2081 Clipper Park Road Baltimore MD 21211
image
After restoration
http://www.biohabitats.com/wp-content/plugins/mcms-api/lib/timthumb.php?src=http://www.biohabitats.com/wp-content/uploads/After_72-1.jpg&w=600&h=384&q=90&a=c&zc=1&f=&s=0&cc=&ct=1
http://www.biohabitats.com/wp-content/uploads/After_72-1.jpg
image
Concept plan
http://www.biohabitats.com/wp-content/plugins/mcms-api/lib/timthumb.php?src=http://www.biohabitats.com/wp-content/uploads/Nine-Mile-Creek-Concept_72.jpg&w=600&h=384&q=90&a=c&zc=1&f=&s=0&cc=&ct=1
http://www.biohabitats.com/wp-content/uploads/Nine-Mile-Creek-Concept_72.jpg

Nine Mile Creek Watershed Improvement

The Langerdale detention basin, owned and operated by the City of South Euclid, Ohio, is an on-line flood control basin draining 7.6 square miles in the Nine Mile Creek watershed. Built in the early 1960s as a traditional “dry pond,” the basin relegated the stream to a concrete channel. The basin included a system that allowed any overflow to flow directly down Langerdale Boulevard through a secondary spillway structure. Since its creation, the detention basin had overflowed twice, causing flooding to adjacent homes.

Recognizing the value of Nine Mile Creek as a tributary to Lake Erie and as a critical component of the community’s green infrastructure, the City launched an effort to restore this urban stream, beginning with a retrofit of the detention basin.

Biohabitats worked closely with the City of South Euclid to develop a concept and ultimately a final design package to retrofit the basin. The design increased treatment and storage areas, introduced naturally vegetated wetland areas, restored the channelized drainage way to a natural channel, and created areas for aquatic habitat. To maximize the detention time of the first flush of runoff, Biohabitats designed a series of wetland pools separated by low crested earthen weirs. This approach was developed with the parallel goals of maximizing storage volume, augmenting aquatic habitat and minimizing long term maintenance.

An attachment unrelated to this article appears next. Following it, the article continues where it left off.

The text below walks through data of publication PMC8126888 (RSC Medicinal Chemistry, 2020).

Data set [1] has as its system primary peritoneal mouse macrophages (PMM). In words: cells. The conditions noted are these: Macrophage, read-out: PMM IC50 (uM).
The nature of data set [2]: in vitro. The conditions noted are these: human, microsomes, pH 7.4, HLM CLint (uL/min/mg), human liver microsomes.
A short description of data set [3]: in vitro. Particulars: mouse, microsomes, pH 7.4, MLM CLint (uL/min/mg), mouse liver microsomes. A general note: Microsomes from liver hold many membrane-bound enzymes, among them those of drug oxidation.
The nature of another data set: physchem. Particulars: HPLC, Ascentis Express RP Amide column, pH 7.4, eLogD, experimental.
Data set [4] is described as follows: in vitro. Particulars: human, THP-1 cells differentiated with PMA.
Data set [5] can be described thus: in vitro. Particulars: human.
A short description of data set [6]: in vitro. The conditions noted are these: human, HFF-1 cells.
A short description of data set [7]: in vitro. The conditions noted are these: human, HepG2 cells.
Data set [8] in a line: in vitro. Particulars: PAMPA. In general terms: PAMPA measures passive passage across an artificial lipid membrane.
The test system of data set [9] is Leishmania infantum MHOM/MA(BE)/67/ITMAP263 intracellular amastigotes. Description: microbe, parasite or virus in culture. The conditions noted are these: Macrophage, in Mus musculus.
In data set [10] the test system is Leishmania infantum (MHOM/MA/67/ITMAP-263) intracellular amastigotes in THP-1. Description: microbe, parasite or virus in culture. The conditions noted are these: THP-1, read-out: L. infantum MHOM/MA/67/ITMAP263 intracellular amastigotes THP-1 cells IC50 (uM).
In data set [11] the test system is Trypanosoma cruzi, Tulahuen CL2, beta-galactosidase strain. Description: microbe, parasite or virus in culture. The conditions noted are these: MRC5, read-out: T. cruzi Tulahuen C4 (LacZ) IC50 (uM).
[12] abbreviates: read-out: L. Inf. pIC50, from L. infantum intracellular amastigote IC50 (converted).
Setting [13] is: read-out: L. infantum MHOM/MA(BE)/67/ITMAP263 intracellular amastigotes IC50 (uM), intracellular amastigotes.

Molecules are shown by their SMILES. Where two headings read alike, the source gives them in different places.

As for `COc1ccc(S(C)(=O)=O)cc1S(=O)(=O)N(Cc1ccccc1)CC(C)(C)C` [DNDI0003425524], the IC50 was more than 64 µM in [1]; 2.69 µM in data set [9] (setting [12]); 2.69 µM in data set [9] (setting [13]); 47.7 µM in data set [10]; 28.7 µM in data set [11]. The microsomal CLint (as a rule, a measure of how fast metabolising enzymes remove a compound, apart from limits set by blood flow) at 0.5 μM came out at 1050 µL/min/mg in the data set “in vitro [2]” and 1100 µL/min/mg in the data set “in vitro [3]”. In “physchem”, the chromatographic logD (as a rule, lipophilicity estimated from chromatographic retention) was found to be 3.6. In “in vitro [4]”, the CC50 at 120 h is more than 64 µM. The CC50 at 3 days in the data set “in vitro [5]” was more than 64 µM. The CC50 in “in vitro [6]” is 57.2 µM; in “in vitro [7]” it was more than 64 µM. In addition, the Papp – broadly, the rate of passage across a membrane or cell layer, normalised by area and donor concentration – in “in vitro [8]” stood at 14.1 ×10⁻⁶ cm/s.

In 2008, the City completed construction of the basin, which required excavating 14,000 cubic yards of soil, installing 14 floodweirs and open-water pools, and planting five vegetation zones. The planting zones included aquatic bed and open water wetland, scrub-shrub emergent wetland, forested wetland, riparian deciduous forest and native mesic meadow.

Project Profile (PDF)